Jake you must be a mad man if you don’t like “Mad Men”? Yeh I’m hilarious…

In response to Jake’s anti “Mad Men” rant I have written the following, hope you enjoy:

“Mad men” is great. Really great. I’ll admit that it doesn’t have the same hook as other contemporary shows it’s often grouped with, I mean if I hadn’t watched any TV in the last 10 years and somebody asked me what would I rather see a TV show about New Jersey gangsters, a drugs war in Baltimore or some ad men in the 1960’s, the latter would undeniably be my third choice. The thing that sets it apart from the other two shows, and also I think what turns the J-dawg off it, is that it’s by no means a show that grabs you by the balls, it’s a show that buys you a few drinks first, asks you about your day and then before you know it it’s unhooked your bra and got its hands down your pants but by this point you don’t care because you’re in love with it.

The thing which Jake failed to acknowledge, great guy that he is, is the quality of the writing. Just based on the brilliance of the dialogue alone, which perfectly juggles that ratio of naturalism and stylishness, it’s the best written show on TV. The writing’s so good that the gears of the plots are disguised to point of invisibility – you never feels the writer’s hand pushing things along. If I was more pretentious I’d probably say the writing is incredibly organic or something but I’m not so I won’t. What I think I’m trying to get at is that “Mad Men”, despite all the glitz and glamour of the production values, is actually highly realistic in the way the narrative unfolds. Even “The Wire” ,where by law you have to use world realistic whenever you discuss it, loosely followed the rules of a Greek tragedy. “Mad Men” however doesn’t seem to follow any rules, characters and plotlines that were prevalent in one series or episode might not resurface for a couple of series if at all. I don’t want to go into specifics but between series 1 and 2 there’s a leap in time of a year and certain key aspects of the first series are never mentioned again, we as the audience can only presume they’ve been resolved but we don’t really know.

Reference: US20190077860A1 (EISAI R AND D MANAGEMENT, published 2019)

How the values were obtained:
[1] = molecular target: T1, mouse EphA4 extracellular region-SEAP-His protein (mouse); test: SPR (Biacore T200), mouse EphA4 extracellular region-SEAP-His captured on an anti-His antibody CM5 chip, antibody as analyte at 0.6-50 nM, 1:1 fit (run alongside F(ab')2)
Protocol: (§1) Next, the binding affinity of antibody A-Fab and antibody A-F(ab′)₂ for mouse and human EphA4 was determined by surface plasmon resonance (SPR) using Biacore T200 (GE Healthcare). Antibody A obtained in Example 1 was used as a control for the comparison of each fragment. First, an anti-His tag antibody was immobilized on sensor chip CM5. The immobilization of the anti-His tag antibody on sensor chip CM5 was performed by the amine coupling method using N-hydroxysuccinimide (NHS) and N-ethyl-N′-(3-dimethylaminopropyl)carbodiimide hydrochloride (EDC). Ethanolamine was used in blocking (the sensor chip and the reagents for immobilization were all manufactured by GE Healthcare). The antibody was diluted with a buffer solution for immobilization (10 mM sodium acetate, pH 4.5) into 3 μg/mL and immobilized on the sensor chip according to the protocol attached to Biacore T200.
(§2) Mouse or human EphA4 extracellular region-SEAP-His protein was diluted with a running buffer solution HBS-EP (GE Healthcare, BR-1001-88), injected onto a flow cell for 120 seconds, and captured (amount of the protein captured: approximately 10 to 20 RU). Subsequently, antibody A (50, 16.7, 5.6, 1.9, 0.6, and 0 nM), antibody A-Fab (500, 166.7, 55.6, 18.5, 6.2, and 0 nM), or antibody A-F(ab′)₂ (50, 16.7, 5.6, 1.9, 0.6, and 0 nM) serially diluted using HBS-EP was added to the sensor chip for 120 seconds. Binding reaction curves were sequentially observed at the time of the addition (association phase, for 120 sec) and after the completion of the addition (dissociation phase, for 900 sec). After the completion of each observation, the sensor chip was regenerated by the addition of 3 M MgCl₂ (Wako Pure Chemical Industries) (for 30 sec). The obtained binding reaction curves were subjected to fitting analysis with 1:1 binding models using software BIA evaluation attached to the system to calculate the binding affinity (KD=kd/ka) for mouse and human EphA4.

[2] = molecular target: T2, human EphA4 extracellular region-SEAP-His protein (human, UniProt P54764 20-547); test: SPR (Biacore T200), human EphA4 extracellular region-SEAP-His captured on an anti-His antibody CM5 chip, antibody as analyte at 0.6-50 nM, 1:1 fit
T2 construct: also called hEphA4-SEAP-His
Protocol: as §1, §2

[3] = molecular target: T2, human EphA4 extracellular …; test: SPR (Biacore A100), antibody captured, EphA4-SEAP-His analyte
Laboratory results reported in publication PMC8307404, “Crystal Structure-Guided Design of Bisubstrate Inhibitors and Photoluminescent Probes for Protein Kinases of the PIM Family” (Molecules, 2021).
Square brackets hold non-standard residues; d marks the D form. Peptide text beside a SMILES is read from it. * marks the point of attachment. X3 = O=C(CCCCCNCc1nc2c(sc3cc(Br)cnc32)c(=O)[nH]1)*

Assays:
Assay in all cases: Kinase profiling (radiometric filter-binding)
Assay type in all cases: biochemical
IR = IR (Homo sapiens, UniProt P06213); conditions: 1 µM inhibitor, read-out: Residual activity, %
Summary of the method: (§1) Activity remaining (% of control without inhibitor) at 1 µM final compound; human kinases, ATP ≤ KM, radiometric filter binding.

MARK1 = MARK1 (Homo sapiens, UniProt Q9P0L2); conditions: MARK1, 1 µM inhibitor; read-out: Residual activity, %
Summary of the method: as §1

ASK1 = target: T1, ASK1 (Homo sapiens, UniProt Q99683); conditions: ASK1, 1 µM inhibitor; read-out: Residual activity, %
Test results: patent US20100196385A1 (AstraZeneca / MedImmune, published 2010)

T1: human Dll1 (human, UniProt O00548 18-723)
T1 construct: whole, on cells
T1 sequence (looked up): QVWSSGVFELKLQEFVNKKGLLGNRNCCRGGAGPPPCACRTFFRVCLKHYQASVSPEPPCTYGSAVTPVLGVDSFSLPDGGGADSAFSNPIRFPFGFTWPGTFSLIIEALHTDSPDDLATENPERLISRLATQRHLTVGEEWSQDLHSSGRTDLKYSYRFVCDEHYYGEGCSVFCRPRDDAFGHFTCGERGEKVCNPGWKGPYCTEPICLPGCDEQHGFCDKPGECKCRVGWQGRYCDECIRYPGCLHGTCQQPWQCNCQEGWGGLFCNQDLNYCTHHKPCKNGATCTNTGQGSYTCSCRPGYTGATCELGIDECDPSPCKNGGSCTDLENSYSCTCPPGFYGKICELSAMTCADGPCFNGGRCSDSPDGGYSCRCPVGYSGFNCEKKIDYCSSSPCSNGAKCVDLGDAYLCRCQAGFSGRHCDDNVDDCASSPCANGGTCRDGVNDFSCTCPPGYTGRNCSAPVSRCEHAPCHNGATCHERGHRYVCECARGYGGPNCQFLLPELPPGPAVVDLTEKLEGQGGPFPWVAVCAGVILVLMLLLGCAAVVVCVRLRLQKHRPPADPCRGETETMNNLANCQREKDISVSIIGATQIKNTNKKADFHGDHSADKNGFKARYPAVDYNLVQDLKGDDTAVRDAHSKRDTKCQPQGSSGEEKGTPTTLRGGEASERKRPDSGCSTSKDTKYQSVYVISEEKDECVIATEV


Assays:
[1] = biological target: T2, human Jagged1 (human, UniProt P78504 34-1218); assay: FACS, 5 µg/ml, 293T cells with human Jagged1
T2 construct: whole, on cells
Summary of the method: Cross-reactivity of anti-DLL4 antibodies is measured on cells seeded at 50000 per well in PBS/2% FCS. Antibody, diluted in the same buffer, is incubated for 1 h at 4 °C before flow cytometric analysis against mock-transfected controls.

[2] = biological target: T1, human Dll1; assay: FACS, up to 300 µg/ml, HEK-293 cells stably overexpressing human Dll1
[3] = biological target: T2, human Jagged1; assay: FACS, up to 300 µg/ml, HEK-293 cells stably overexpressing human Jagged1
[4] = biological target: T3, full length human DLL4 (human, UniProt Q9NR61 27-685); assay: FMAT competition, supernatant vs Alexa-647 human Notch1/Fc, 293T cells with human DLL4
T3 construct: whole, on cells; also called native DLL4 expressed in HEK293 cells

Reading that last sentence back I think I’ve finally figured out what it is about the writing that sets it apart from other TV dramas: it’s written as if the audience doesn’t exist – you don’t follow the characters you observe them. And what characters they are to observe. The whole ethos of the show is, like advertising, the relationship between the appearance and reality. All the characters are equally messed up and unhappy and equally pretending they’re not. Take Don Draper for example, a man so sexy I let out a girlish squeal just then when I typed his name, he is, and it pains me to say it, an enigma of a man. As the audience we want to find out what makes him tick but four series down and we’re no closer than when we were at episode one. We don’t know really know what any of the characters want, we don’t even know if the characters know what they want, they’re incredibly self-centered, complex and contradictory creations and that makes for some bloody compelling TV.

There’s loads more I could go on to say but quite frankly praising something is not nearly as fun as slagging it off so I’ll stop here..also I supect my main man JB will write a much more clever, funny and articulate article soon which will include everything I missed out.

Oh and last one thing, January Jones hottest female named after a month? We all know who’s really top of the list…

"Some spider-man shit there"*


*Obligatory Wire reference


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